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Last Week in the City: Trump’s Mexican standoff

Garry White, Chief Investment Commentator, looks at the market-moving events that have shaped equity markets this week (28 to 31 May, 2019).

Garry White, Chief Investment Commentator, looks at the market-moving events that have shaped equity markets this week (28 to 31 May, 2019).
Garry white employee

Garry White

in Features


Markets were hit this week by a surprise acceleration of the trade war, after US President Donald Trump unveiled tariffs on all Mexican goods in an attempt to stop illegal immigration across the border. The campaign to be the next Tory party leader, and therefore UK Prime Minister, saw a wide range of candidates throw their hats into the ring. Recently-listed Uber posted a $1bn quarterly loss, as the Watches of Switzerland IPO in London proved a success.

The FTSE 100 fell 1.8% over the week by mid-session on Friday and the FTSE 250 was down 1%.


US economic growth last quarter was revised down by less than expected, amid stronger consumption and exports than initially reported. Inflation-adjusted first-quarter GDP increased at a 3.1% annualised rate, compared with an initially reported 3.2% and analyst estimates for a revision to 3%.

Chinese industrial profits slumped at their fastest pace in nearly three and a half years in April, the last month before the sudden escalation of the trade war. Industrial profits stood at 515.39bn yuan last month, down 3.7% year-on-year, the largest percentage decline since December 2015

Germany's unemployment figures rose in May for the first time in more than five years. The Federal Labour Agency said 5% of people were out of work in Germany, up 0.1 of a percentage point.


Numerous candidates launched their Conservative Party leadership bid, with the lead candidates according to bookmakers being Boris Johnson and Michael Gove.

Conservative leadership candidate Boris Johnson was ordered to appear in court over claims he lied by saying the UK gave the EU £350m a week. Mr Johnson stands accused of misconduct in public office after making the claim during the 2016 EU referendum campaign. It is a private prosecution launched by campaigner Marcus Ball, who crowdfunded £200,000 for the case.

What do the results of last week’s European elections mean for the European Commission? John Redwood takes a look here.

New Zealand's main opposition party denied hacking into the government's computer systems to steal documents relating to the country's budget. The National Party, which leaked details of the budget two days ahead of schedule, said it got the information legitimately. On Wednesday the Treasury said its systems had been "deliberately and systematically hacked". It confirmed the matter had been referred to police.

Trade war

The trade war had a shock escalation this week after Donald Trump announced tariffs on all goods coming from Mexico, demanding the country curb illegal immigration into the US. In a tweet, Mr Trump said that from 10 June a 5% tariff would be imposed and would slowly rise "until the illegal immigration problem is remedied".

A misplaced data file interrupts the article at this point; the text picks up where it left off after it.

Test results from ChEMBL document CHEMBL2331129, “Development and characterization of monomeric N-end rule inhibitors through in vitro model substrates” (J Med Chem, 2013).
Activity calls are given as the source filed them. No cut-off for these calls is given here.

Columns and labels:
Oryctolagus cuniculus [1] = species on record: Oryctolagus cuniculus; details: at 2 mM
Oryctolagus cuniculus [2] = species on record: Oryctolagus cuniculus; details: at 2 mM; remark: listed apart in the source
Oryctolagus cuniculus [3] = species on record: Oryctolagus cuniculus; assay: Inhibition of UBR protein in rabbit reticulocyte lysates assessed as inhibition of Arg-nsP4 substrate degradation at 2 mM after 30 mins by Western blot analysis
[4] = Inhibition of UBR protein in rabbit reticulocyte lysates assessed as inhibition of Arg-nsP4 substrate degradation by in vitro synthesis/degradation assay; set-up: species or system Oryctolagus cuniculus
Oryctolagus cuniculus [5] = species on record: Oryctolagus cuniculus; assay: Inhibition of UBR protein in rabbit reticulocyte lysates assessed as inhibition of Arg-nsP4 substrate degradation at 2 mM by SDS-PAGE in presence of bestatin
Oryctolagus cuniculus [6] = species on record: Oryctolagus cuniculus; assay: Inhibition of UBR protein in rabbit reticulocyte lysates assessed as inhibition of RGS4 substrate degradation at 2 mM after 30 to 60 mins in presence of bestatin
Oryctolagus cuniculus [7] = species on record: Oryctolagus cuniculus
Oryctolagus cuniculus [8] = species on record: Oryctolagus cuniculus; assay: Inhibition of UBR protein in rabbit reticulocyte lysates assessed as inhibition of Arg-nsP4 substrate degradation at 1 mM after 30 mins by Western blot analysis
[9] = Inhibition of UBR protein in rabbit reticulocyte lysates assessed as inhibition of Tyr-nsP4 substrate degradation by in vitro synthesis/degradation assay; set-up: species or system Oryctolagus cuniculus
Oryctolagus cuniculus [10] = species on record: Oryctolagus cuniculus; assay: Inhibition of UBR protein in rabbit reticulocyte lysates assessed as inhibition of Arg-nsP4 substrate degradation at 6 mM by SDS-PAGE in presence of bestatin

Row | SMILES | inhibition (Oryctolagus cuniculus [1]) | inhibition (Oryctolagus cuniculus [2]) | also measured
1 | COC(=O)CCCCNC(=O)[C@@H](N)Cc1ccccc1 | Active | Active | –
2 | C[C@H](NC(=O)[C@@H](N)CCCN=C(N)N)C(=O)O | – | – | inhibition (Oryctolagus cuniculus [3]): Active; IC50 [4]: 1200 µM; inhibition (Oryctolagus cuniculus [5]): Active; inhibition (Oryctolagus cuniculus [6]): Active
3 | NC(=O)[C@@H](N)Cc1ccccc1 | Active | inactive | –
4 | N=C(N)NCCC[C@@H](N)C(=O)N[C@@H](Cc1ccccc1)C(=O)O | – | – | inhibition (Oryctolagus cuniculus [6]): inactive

China has indicated it may restrict the export of rare earth minerals to the US as the trade conflict between the two countries escalates. It is by far the largest producer of these raw materials, vital for many American industries, including high-growth sectors such as electric car and wind turbine production. Last year, the US Geological Survey designated these minerals critical to the economy and national defence.

The Trump administration is considering payments of $2 per bushel for soybeans, 63 cents per bushel for wheat and 4 cents per bushel for corn as part of a package of up to $20bn to offset US farmers' losses from the trade war with China, reports suggested.

China, the world’s largest soybean buyer, has put purchases of American supplies on hold after the trade war between Washington and Beijing escalated, reports suggested. State-grain buyers haven’t received any further orders to continue with the so-called goodwill buying and don’t expect that to happen given the lack of agreement in trade negotiations.

Citigroup cut its forecast for Apple’s earnings, saying the trade war will further hurt iPhone sales in the second half of the year. “The US/China trade situation will result in a slowdown of Apple iPhone demand in China as China residents shift their purchasing preference to China national brands,” Citi said. This following increasing reports that Chinese consumers were boycotting US goods.

Washington's move to blacklist Huawei is set to hit about 1,200 US suppliers to the Chinese telecoms group, including companies that provide most of the backbone of its cyber security system. The US President’s attack on Chinese technology in general, and on Huawei in particular, may have long-term consequences for the development of the sector. John Redwood takes a look at the implications here.


Watches of Switzerland got off to a solid start in its first day of trading on the London Stock Exchange, as its shares surged after being priced at the top end of their range.

India’s Bharti Airtel plans to raise about $1bn from the sale of at least a 25% stake in its Africa subsidiary that will be listed on the London Stock Exchange. It plans to use the money raised to reduce debt and compete with Reliance Jio Infocomm in the Indian market.

Online rail ticketing company, Trainline, hopes to raise £75m in its listing on the London Stock Exchange. The company is expected to float in June and will issue new shares to generate the additional funds. Trainline is currently owned by US private equity house KKR, which bought the site in 2015 for £500m.